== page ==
Medical authorities ask people not to stockpile medicines amid shortage crisis – – Our News, Your Views

Medical authorities ask people not to stockpile medicines amid shortage crisis

The number of medicines in shortage in Ireland has continued to increase.

Data released by the Healthcare Products Regulatory Agency shows that 216 medicines are currently low or out of stock.

These include common over-the-counter remedies like dry cough syrup and sore throat sprays, as well as lozenges.

It comes as pharmacists say HSE information about drug supply issues will be “arriving four to eight weeks late”.

Sheena Mitchell of Milltown Total Health Pharmacy in Dublin said the information pharmacists receive is often out of date.

Speaking to RTÉ’s Today with Claire Byrne, she said they have been running out of supplies “several months now” and some of the out-of-stock drugs belong to the treatment of Strep A infection.

She said there are also “ongoing issues with paracetamol coming in and out of stock, and that has affected both the dispensary supply of paracetamol but it’s also now starting to creep in to over-the-counter remedies that people would be used to buying to treat their symptoms”, reports RTE.

Shortage of medication: no need to panic

Drug shortages are nothing new and part of a global problem.

The current difficulties are exacerbated by the increase in influenza, Covid-19 and respiratory infections.

It would be wrong for people to worry too much about not getting their medication.

There’s also no reason to stock up on medication or over-the-counter products, as this will disrupt supplies to others.

If a particular GP-prescribed medication is not available, it can usually be prescribed and dispensed at an alternative pharmacy.

However, switching prescriptions can cause delays as the pharmacist may need to contact the GP for a shortage of the medicine originally prescribed and obtain a different prescription.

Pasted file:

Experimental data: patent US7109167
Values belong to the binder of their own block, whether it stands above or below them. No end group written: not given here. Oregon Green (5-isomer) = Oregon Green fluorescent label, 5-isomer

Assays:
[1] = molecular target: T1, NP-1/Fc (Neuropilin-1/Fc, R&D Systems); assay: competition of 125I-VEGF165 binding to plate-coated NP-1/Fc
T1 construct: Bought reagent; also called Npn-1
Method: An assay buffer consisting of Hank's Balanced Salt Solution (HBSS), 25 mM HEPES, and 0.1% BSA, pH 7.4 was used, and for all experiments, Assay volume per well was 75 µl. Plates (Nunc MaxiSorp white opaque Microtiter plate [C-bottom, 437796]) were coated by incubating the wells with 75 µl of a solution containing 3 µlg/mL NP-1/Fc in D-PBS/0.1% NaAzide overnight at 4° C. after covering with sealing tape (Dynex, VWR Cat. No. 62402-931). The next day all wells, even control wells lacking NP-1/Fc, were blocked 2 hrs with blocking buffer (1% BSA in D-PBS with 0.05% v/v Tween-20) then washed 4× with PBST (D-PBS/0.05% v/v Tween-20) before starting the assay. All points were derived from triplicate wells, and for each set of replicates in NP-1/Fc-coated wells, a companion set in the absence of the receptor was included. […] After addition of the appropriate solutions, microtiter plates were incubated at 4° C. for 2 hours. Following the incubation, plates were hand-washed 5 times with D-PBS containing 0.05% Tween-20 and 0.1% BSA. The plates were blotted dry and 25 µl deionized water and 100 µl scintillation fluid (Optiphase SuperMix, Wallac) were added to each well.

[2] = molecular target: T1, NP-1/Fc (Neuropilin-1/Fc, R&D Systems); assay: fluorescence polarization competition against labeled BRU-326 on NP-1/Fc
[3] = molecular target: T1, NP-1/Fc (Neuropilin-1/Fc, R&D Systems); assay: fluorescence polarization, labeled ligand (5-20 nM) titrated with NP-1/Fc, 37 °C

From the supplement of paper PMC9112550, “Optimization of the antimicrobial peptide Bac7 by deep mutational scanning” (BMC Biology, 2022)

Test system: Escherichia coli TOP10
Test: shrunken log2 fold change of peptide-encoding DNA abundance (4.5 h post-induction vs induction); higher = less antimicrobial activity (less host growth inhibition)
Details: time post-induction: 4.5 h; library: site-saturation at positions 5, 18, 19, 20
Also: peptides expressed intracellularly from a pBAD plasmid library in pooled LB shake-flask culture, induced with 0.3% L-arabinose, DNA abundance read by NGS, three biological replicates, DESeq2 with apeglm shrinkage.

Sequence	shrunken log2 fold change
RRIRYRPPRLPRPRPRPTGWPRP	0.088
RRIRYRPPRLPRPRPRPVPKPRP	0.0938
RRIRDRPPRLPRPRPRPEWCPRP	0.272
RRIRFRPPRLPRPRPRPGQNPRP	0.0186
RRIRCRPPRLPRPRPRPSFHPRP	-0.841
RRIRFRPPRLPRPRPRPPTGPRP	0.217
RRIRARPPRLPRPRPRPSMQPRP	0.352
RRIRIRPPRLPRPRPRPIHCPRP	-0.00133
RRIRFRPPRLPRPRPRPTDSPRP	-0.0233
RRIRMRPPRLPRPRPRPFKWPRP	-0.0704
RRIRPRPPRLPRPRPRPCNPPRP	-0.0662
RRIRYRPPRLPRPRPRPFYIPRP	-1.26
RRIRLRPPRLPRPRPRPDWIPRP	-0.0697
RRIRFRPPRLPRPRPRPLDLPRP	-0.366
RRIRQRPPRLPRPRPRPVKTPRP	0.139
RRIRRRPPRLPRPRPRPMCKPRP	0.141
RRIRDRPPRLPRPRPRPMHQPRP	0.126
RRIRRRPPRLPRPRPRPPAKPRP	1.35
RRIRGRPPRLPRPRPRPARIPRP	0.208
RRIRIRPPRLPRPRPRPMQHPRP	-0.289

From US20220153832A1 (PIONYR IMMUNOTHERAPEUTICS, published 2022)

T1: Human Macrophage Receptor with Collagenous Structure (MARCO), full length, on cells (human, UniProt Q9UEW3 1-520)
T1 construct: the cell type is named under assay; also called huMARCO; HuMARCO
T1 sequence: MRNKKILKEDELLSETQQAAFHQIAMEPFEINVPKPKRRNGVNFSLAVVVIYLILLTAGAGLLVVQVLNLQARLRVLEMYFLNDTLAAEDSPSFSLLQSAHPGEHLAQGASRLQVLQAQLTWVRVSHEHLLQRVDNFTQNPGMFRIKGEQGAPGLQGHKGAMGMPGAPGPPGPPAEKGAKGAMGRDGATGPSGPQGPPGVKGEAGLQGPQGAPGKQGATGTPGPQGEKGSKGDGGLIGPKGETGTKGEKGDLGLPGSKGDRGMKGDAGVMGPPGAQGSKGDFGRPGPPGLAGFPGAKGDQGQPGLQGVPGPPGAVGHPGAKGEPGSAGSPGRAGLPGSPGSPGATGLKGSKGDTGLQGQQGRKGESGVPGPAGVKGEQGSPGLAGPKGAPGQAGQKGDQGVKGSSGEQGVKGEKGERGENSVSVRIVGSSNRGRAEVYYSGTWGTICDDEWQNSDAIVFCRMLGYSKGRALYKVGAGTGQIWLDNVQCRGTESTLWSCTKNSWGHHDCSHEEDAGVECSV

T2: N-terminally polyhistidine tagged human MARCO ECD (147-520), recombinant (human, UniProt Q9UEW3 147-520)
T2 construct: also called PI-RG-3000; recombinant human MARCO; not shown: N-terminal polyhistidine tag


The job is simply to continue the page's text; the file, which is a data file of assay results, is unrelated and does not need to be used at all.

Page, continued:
The HPRA in Ireland monitors medicines shortages and states that 216 medicines are currently in short supply or out of stock.

In the event of bottlenecks, older generics are often also available.

Some of the difficulties stem from the different prices paid in different countries, and pharmaceutical companies may be willing to shift shipments to countries where they can get the best price.

An additional problem is that while there are bottlenecks all over Europe, Ireland is somewhat at the end of the pipeline.

Azure Pharmaceuticals CEO Sandra Gannon said essential medicines must have at least one other source from an independent manufacturing and supply mechanism.

Referring to the same system, Ms Gannon said that currently 40% of medicines come from a single source and this makes it “very complicated” as there are no other licensed suppliers available in the market to meet demand.

“In the case of the medicine index that we’ve done this month, there are 84 individual medicines that don’t have any alternatives available, so the only alternative there is to go and source unlicensed medicines from other markets and pay the differential in price between Irish reimbursement price and the markets elsewhere. So if you want to buy amoxicillin to cover the shortfall here, you’re buying it at twice the price of the reimbursement price here,” she said, reports RTE.

Tell us your thoughts in the Facebook post and share this with your friends.

Share this story with a friend

Share this story

Tell us what you think on our Facebook page